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The Emperor’s new tie

Leaders’ accessories speak volumes. This one won’t shut up

Clothes send signals, and nowhere more than in the top job. So you’d expect them to be fitting – wouldn’t you?

National leaders can expect to be style-managed to the nth degree. Wardrobes are planned, meticulous combinations de rigueur and frivolous accessorising avoided.

Ever since ancient stelae depicted national leaders clothed and the poor and conquered naked, meaning has been woven into a leader’s dress1. Clothing carries a significance and impact far beyond the throne. A premier’s choice can sell out a product line, like Theresa May’s leopard prints, or diminish an entire industry – as American hat-makers found when JFK decided his hair wouldn’t be hidden from the public eye under a fedora.2

Canadian Prime Minister Justin Trudeau at a Pride Parade, Toronto 2017Colourful chic – Justin Trudeau at a Pride Parade, Toronto 2017
Shawn Goldberg /
Most of all, leaders’ clothes speak for them, and articulately. Those statements will be devoured by the media, dissected by strategists and deciphered by a million would-be analysts on social media. They may be statements of resolution (a Speaker’s gold brooch set off by a black dress) or indifference (a $39 Zara coat for a visit to immigrant children). Either way, there is no margin for error.

From Garrison suits (Justin Trudeau) to multi-coloured chompas (Evo Morales) to nipples akimbo (Vladimir Putin), leadership couture spans a wide gamut. Over the years there have been countless highlights but while we may enjoy such moments, the expectation is that dress is fitting to the position of the wearer – and not, say, an orange hoodie.

UK Prime Minister Theresa May's shoesTheresa May’s lipstick flats
Alexandros Michailidis /
However, more characterful signature styles such as Castro’s uniform (and later his ‘papal’ tracksuits) can feed into what French sociologist Maurice Habwachs called ‘the collective memory’3 even defining an entire period or zeitgeist. Accessories too – like Churchill’s cigars.

The ‘First Wardrobe’

Nowhere, however, is an individual’s dress subject to such scrutiny as the office of the President of the United States. The official story goes that Obama’s collection of near-identical suits signalled time-saving, pragmatism and focus on the job. If true, his wardrobe is an interesting counterpoint to Trump’s, whose baggy Brionis were offset by the ubiquitous red necktie dangling below the belt, a hue reminiscent of a macaque on the pull.

trump red tieBrioni neckwear: now in anaconda length
Evan El-Amin /
As sartorial embellishments go, this is signalling at its most raw and least sophisticated. Though Trump likes gold – a lot – red is probably next in succession. Colour psychology suggests that red signifies achievement, sex-appeal and, more notably, dominance. But Trump’s was not just Republican Red. It was Domination Red, a bloody, visceral, emotive tone with a symbolism more usually associated with Mars, or Melisandre, the religious fanatic in Game of Thrones.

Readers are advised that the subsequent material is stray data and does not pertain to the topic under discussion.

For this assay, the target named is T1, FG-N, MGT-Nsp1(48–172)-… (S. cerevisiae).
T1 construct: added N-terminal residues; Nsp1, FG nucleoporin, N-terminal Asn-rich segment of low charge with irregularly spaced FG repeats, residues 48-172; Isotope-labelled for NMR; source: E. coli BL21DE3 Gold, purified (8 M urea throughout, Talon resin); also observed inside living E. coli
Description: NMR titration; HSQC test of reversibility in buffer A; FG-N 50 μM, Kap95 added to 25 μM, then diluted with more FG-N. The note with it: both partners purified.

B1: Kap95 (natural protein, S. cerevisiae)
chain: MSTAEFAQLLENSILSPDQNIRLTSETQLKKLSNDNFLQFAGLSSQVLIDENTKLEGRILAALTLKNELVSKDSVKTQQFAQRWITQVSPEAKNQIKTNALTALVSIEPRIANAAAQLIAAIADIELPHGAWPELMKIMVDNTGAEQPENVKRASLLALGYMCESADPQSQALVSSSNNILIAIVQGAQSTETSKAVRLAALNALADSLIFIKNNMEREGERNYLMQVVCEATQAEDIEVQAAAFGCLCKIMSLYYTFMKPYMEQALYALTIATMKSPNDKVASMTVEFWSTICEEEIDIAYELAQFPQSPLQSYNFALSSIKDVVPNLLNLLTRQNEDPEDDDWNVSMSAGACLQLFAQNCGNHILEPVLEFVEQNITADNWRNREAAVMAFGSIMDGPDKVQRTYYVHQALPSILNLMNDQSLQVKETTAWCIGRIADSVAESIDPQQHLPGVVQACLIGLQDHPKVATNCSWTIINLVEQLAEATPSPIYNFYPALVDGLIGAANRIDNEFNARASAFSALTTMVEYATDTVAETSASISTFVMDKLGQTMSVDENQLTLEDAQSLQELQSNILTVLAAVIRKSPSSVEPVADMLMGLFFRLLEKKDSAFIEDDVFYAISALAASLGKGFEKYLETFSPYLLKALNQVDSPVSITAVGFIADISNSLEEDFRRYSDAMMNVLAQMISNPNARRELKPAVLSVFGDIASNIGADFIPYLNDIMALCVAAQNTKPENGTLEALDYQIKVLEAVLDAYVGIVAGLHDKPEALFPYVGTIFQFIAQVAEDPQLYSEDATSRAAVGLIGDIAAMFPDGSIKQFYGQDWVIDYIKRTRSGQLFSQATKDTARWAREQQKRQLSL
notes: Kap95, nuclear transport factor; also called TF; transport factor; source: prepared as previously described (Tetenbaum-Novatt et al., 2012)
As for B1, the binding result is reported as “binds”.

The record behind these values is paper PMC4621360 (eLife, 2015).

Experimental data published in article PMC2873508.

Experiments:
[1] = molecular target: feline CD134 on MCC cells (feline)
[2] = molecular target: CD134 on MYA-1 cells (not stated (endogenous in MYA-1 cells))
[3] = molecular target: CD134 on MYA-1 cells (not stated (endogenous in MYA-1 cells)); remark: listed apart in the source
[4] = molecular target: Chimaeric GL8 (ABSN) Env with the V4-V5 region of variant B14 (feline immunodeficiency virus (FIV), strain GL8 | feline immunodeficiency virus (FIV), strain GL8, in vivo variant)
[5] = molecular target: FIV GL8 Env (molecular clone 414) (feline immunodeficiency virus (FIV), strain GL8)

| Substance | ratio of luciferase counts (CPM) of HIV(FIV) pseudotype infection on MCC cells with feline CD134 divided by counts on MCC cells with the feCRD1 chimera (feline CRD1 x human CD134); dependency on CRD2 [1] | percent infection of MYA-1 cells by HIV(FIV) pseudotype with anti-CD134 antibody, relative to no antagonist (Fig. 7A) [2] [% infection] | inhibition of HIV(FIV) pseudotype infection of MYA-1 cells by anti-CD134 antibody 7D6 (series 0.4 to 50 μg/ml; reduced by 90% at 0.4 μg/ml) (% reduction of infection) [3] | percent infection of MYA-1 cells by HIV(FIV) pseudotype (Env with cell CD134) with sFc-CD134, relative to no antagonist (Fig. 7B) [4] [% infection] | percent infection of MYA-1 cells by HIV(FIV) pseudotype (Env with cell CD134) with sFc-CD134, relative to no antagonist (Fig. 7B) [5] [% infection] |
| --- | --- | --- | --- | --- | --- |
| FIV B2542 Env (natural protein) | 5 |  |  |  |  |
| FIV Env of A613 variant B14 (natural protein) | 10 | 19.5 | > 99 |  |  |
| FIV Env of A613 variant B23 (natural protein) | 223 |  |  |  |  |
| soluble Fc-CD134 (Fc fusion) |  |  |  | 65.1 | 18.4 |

It was surprising then, when, on a trip to India in February 2020, the colour wheel spun and The Donald donned a not-so-usual necktie in bright yellow. This was apparently a nod to Indian cultural symbolism where yellow equates to abundance and gold, as in bling. (In chakra terms, yellow encompasses the realm of intellect – an appropriate energy for a stable genius). To the rest of us, yellow simply means happiness and positivity. Or, when it doesn’t, cowardice and deceit.

Perhaps this accessory, more than any other, summarises the reign of Emperor Trump. Only one week later, the India trip was ancient media history as the first cases of Covid hit the American mainland. The global mood became more muted and serious. At times like these it is not unreasonable that a leader might reflect that mood and inject a sense of gravitas, muting their colour choices much as car manufacturers might temper palettes in a recession.

Covid Briefing, Whitehouse 03 March 2020The White House Covid briefing on 3 March 2020
But the yellow tie was not about to gently into that good night. It beamed out most notably on March 3rd when the Coronavirus Task Force gave a Whitehouse briefing. A serried row of staff who had opted for navys and greys was centre-parted by the president’s new happiness and positivity accessory,  a canary shade which semiotically broadcast ‘no worries’ despite statistics screaming the opposite – and gave POTUS the gravitas of Ronald McDonald working the floor at a Masonic supper. 

The Trump era may now be history, but lessons remain. Clothing sends signals, and signals which obfuscate reality have consequences. At that briefing, Trump’s tie spoke for him, alone and out of place. Yet so many of the crowd seemed to believe the Emperor’s new wardrobe rather than the naked truth. More than half a million US deaths later, the cost of that lie has been painfully laid bare.



Top: President Trump is greeted by Indian Prime Minister Narendra Modi, on his arrival in Ahmedabad, India, Feb. 24, 2020   Ron Harvey | Everett Collection Inc / Alamy Stock Photo

1 The Palette of Narmer c3100 BCE features the pharaoh clothed and crowned, about to strike down a vanquished captive who kneels beneath him. A servant (who carries Narmer’s shoes) is partially clothed.

2 Story attributed to GQ editor Jack Haber.

3 Maurice Halbwachs ‘La Mémoire collective’, (1950). One aspect of this can refer to a shared body of knowledge such as the memory of a nation’s past leaders.